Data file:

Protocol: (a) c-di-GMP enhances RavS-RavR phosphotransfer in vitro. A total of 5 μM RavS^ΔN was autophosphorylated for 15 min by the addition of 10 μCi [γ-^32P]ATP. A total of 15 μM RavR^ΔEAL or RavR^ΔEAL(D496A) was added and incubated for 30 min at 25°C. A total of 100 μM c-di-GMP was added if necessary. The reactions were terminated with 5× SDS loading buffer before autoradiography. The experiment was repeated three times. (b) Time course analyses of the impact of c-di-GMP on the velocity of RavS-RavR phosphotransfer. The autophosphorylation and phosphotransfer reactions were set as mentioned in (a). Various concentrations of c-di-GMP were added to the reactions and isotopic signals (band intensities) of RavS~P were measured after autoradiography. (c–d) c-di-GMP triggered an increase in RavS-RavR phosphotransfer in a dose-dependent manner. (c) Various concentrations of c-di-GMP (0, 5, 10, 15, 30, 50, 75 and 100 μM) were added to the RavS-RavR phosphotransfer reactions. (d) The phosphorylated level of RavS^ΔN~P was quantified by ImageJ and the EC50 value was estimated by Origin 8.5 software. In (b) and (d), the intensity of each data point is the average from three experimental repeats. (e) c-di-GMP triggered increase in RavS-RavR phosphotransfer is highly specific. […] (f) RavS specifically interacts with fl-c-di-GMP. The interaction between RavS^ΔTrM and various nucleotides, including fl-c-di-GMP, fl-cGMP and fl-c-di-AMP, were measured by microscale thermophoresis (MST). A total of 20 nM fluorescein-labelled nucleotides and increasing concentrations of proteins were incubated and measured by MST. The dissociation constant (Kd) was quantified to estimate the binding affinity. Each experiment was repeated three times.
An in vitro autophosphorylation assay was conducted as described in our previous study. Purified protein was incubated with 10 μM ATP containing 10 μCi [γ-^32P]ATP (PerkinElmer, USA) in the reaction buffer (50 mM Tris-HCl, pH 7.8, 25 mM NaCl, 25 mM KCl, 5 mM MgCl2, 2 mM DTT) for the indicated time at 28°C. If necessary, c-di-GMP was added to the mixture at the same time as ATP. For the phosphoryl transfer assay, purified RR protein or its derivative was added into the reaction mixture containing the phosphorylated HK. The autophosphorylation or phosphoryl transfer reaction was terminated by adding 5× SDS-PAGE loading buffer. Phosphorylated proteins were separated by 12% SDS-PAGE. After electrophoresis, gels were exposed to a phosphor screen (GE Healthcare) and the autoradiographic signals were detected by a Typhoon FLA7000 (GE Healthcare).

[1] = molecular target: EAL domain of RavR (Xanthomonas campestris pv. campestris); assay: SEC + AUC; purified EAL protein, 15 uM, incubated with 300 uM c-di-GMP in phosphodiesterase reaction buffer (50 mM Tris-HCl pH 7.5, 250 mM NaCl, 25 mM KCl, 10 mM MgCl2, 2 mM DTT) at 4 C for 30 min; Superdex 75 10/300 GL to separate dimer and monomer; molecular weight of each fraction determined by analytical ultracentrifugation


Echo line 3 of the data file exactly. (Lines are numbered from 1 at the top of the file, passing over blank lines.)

[1] = molecular target: EAL domain of RavR (Xanthomonas campestris pv. campestris); assay: SEC + AUC; purified EAL protein, 15 uM, incubated with 300 uM c-di-GMP in phosphodiesterase reaction buffer (50 mM Tris-HCl pH 7.5, 250 mM NaCl, 25 mM KCl, 10 mM MgCl2, 2 mM DTT) at 4 C for 30 min; Superdex 75 10/300 GL to separate dimer and monomer; molecular weight of each fraction determined by analytical ultracentrifugation